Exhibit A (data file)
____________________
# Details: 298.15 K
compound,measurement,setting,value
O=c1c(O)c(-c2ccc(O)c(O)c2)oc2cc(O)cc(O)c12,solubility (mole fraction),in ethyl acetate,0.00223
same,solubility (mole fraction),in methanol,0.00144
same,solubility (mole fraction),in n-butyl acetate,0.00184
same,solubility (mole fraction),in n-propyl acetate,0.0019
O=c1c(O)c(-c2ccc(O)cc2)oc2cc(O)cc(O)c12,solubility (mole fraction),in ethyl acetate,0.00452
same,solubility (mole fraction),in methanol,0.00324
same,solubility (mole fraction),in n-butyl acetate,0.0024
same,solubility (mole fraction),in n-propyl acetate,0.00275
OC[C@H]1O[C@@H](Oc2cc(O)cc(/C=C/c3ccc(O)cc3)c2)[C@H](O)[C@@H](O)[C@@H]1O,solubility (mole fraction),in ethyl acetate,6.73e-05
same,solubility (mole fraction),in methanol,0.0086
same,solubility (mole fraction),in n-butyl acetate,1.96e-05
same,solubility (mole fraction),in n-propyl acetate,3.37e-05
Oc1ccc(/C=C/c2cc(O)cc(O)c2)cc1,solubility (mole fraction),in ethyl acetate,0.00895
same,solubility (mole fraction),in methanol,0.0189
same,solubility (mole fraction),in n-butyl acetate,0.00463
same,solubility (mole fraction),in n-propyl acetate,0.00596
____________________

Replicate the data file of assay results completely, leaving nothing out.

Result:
# Details: 298.15 K
compound,measurement,setting,value
O=c1c(O)c(-c2ccc(O)c(O)c2)oc2cc(O)cc(O)c12,solubility (mole fraction),in ethyl acetate,0.00223
same,solubility (mole fraction),in methanol,0.00144
same,solubility (mole fraction),in n-butyl acetate,0.00184
same,solubility (mole fraction),in n-propyl acetate,0.0019
O=c1c(O)c(-c2ccc(O)cc2)oc2cc(O)cc(O)c12,solubility (mole fraction),in ethyl acetate,0.00452
same,solubility (mole fraction),in methanol,0.00324
same,solubility (mole fraction),in n-butyl acetate,0.0024
same,solubility (mole fraction),in n-propyl acetate,0.00275
OC[C@H]1O[C@@H](Oc2cc(O)cc(/C=C/c3ccc(O)cc3)c2)[C@H](O)[C@@H](O)[C@@H]1O,solubility (mole fraction),in ethyl acetate,6.73e-05
same,solubility (mole fraction),in methanol,0.0086
same,solubility (mole fraction),in n-butyl acetate,1.96e-05
same,solubility (mole fraction),in n-propyl acetate,3.37e-05
Oc1ccc(/C=C/c2cc(O)cc(O)c2)cc1,solubility (mole fraction),in ethyl acetate,0.00895
same,solubility (mole fraction),in methanol,0.0189
same,solubility (mole fraction),in n-butyl acetate,0.00463
same,solubility (mole fraction),in n-propyl acetate,0.00596